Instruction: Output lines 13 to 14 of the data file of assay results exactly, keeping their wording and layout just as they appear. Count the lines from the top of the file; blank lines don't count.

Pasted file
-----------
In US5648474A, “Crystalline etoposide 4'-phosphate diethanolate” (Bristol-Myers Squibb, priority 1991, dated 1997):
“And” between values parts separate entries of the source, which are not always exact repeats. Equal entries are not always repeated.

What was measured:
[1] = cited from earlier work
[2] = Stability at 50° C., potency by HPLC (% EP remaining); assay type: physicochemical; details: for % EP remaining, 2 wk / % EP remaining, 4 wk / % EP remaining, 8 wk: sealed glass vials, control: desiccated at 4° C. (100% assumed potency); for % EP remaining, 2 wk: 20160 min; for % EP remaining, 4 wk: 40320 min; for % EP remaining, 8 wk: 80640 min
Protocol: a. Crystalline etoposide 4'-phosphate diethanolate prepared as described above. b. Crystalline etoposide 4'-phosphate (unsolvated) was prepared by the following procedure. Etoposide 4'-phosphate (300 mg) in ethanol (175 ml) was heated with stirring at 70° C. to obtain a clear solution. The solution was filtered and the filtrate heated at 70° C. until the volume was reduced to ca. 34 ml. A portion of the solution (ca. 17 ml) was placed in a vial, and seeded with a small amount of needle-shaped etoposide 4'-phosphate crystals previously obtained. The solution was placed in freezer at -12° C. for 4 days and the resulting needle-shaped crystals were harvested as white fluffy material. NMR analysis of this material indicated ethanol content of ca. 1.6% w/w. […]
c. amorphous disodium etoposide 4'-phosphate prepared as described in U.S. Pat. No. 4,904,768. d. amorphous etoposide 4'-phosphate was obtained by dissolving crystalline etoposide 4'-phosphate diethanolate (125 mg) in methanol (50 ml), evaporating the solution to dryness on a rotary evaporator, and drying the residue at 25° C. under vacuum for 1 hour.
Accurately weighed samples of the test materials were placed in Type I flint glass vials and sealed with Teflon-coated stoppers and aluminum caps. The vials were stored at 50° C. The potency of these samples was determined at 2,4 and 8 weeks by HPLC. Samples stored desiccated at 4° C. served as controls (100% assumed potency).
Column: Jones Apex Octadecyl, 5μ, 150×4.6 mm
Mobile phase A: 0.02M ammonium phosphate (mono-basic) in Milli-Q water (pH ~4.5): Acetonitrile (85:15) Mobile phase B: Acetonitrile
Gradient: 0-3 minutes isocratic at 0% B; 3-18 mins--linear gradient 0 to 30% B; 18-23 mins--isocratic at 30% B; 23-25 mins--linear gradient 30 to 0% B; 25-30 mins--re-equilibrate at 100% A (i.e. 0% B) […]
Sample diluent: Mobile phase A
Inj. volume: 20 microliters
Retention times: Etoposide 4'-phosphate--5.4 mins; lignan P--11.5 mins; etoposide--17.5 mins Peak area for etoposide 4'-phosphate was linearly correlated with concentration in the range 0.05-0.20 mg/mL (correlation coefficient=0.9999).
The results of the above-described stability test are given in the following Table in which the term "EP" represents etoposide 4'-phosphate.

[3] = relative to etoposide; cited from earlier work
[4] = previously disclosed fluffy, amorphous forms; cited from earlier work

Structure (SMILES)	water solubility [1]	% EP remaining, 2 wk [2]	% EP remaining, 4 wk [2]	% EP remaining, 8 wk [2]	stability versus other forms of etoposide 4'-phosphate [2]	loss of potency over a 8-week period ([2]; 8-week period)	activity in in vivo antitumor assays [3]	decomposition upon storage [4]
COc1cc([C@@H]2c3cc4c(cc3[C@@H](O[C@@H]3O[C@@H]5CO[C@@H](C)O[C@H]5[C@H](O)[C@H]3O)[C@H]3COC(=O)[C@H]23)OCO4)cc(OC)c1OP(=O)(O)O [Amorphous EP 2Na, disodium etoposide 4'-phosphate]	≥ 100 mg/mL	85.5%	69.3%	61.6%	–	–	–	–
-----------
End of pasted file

Inj. volume: 20 microliters
Retention times: Etoposide 4'-phosphate--5.4 mins; lignan P--11.5 mins; etoposide--17.5 mins Peak area for etoposide 4'-phosphate was linearly correlated with concentration in the range 0.05-0.20 mg/mL (correlation coefficient=0.9999).